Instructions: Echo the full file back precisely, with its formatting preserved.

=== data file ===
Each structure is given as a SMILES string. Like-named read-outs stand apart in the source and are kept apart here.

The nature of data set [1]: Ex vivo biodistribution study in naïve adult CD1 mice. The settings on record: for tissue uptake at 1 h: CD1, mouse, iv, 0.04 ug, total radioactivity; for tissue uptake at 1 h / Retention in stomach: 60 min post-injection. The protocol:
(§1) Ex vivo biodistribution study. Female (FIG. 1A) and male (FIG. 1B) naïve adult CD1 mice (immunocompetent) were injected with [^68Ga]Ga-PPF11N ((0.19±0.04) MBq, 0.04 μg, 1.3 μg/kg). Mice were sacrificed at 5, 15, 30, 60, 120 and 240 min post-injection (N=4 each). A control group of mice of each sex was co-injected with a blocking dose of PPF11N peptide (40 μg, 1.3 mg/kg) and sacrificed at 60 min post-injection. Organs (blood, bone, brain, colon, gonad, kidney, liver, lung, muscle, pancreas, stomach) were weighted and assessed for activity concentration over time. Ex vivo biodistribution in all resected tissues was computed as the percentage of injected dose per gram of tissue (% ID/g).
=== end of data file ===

Each structure is given as a SMILES string. Like-named read-outs stand apart in the source and are kept apart here.

The nature of data set [1]: Ex vivo biodistribution study in naïve adult CD1 mice. The settings on record: for tissue uptake at 1 h: CD1, mouse, iv, 0.04 ug, total radioactivity; for tissue uptake at 1 h / Retention in stomach: 60 min post-injection. The protocol:
(§1) Ex vivo biodistribution study. Female (FIG. 1A) and male (FIG. 1B) naïve adult CD1 mice (immunocompetent) were injected with [^68Ga]Ga-PPF11N ((0.19±0.04) MBq, 0.04 μg, 1.3 μg/kg). Mice were sacrificed at 5, 15, 30, 60, 120 and 240 min post-injection (N=4 each). A control group of mice of each sex was co-injected with a blocking dose of PPF11N peptide (40 μg, 1.3 mg/kg) and sacrificed at 60 min post-injection. Organs (blood, bone, brain, colon, gonad, kidney, liver, lung, muscle, pancreas, stomach) were weighted and assessed for activity concentration over time. Ex vivo biodistribution in all resected tissues was computed as the percentage of injected dose per gram of tissue (% ID/g).